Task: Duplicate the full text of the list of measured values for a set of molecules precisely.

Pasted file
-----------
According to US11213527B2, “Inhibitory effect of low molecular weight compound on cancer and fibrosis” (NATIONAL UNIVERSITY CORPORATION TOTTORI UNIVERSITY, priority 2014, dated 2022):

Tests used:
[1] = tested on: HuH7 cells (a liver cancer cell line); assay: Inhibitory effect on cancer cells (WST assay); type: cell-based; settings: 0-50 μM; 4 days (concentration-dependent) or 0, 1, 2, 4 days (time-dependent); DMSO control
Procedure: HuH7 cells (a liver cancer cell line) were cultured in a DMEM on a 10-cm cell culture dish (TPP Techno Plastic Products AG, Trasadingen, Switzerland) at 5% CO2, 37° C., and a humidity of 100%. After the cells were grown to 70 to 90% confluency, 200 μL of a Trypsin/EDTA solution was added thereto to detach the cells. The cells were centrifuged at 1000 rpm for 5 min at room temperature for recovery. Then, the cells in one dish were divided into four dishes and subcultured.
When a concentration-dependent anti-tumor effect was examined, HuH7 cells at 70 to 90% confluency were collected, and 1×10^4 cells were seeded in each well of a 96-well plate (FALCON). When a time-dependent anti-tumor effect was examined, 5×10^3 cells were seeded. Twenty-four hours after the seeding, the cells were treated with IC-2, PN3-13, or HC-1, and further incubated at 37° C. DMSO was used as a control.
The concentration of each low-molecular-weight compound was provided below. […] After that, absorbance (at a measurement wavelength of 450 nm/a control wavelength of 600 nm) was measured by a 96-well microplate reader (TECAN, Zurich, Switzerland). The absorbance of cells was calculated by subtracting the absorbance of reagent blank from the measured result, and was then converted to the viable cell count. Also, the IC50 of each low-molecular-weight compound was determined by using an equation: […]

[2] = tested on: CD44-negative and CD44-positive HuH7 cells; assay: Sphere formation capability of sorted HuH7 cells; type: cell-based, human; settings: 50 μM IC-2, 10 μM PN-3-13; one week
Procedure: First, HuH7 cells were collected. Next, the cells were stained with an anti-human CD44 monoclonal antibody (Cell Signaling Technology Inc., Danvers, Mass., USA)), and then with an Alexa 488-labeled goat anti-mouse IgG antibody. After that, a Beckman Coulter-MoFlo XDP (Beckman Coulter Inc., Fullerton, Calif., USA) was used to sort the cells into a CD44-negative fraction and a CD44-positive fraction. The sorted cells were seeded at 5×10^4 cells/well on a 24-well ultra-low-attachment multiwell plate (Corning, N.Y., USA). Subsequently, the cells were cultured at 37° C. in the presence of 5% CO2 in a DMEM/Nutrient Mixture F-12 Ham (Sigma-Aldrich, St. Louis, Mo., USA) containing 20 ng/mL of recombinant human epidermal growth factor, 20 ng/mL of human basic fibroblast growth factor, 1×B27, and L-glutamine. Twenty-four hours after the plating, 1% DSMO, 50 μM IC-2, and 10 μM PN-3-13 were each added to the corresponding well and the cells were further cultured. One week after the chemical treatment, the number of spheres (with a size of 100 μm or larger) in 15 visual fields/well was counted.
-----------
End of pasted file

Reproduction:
According to US11213527B2, “Inhibitory effect of low molecular weight compound on cancer and fibrosis” (NATIONAL UNIVERSITY CORPORATION TOTTORI UNIVERSITY, priority 2014, dated 2022):

Tests used:
[1] = tested on: HuH7 cells (a liver cancer cell line); assay: Inhibitory effect on cancer cells (WST assay); type: cell-based; settings: 0-50 μM; 4 days (concentration-dependent) or 0, 1, 2, 4 days (time-dependent); DMSO control
Procedure: HuH7 cells (a liver cancer cell line) were cultured in a DMEM on a 10-cm cell culture dish (TPP Techno Plastic Products AG, Trasadingen, Switzerland) at 5% CO2, 37° C., and a humidity of 100%. After the cells were grown to 70 to 90% confluency, 200 μL of a Trypsin/EDTA solution was added thereto to detach the cells. The cells were centrifuged at 1000 rpm for 5 min at room temperature for recovery. Then, the cells in one dish were divided into four dishes and subcultured.
When a concentration-dependent anti-tumor effect was examined, HuH7 cells at 70 to 90% confluency were collected, and 1×10^4 cells were seeded in each well of a 96-well plate (FALCON). When a time-dependent anti-tumor effect was examined, 5×10^3 cells were seeded. Twenty-four hours after the seeding, the cells were treated with IC-2, PN3-13, or HC-1, and further incubated at 37° C. DMSO was used as a control.
The concentration of each low-molecular-weight compound was provided below. […] After that, absorbance (at a measurement wavelength of 450 nm/a control wavelength of 600 nm) was measured by a 96-well microplate reader (TECAN, Zurich, Switzerland). The absorbance of cells was calculated by subtracting the absorbance of reagent blank from the measured result, and was then converted to the viable cell count. Also, the IC50 of each low-molecular-weight compound was determined by using an equation: […]

[2] = tested on: CD44-negative and CD44-positive HuH7 cells; assay: Sphere formation capability of sorted HuH7 cells; type: cell-based, human; settings: 50 μM IC-2, 10 μM PN-3-13; one week
Procedure: First, HuH7 cells were collected. Next, the cells were stained with an anti-human CD44 monoclonal antibody (Cell Signaling Technology Inc., Danvers, Mass., USA)), and then with an Alexa 488-labeled goat anti-mouse IgG antibody. After that, a Beckman Coulter-MoFlo XDP (Beckman Coulter Inc., Fullerton, Calif., USA) was used to sort the cells into a CD44-negative fraction and a CD44-positive fraction. The sorted cells were seeded at 5×10^4 cells/well on a 24-well ultra-low-attachment multiwell plate (Corning, N.Y., USA). Subsequently, the cells were cultured at 37° C. in the presence of 5% CO2 in a DMEM/Nutrient Mixture F-12 Ham (Sigma-Aldrich, St. Louis, Mo., USA) containing 20 ng/mL of recombinant human epidermal growth factor, 20 ng/mL of human basic fibroblast growth factor, 1×B27, and L-glutamine. Twenty-four hours after the plating, 1% DSMO, 50 μM IC-2, and 10 μM PN-3-13 were each added to the corresponding well and the cells were further cultured. One week after the chemical treatment, the number of spheres (with a size of 100 μm or larger) in 15 visual fields/well was counted.